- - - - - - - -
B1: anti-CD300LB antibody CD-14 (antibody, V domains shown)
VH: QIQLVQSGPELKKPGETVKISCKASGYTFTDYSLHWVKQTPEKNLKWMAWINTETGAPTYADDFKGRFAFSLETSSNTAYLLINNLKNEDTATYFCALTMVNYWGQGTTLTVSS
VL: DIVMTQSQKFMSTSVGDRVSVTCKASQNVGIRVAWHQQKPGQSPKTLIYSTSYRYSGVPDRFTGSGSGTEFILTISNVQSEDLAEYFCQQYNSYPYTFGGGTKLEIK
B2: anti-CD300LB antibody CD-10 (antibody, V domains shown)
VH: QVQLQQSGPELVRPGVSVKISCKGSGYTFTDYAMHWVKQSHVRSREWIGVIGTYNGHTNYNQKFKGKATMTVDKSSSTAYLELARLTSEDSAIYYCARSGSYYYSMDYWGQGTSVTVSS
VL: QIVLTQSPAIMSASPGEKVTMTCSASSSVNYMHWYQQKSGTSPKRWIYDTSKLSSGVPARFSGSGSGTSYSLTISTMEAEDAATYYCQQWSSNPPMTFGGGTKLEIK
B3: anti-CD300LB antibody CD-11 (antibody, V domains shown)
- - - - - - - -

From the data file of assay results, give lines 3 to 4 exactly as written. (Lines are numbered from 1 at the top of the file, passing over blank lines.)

VL: DIVMTQSQKFMSTSVGDRVSVTCKASQNVGIRVAWHQQKPGQSPKTLIYSTSYRYSGVPDRFTGSGSGTEFILTISNVQSEDLAEYFCQQYNSYPYTFGGGTKLEIK
B2: anti-CD300LB antibody CD-10 (antibody, V domains shown)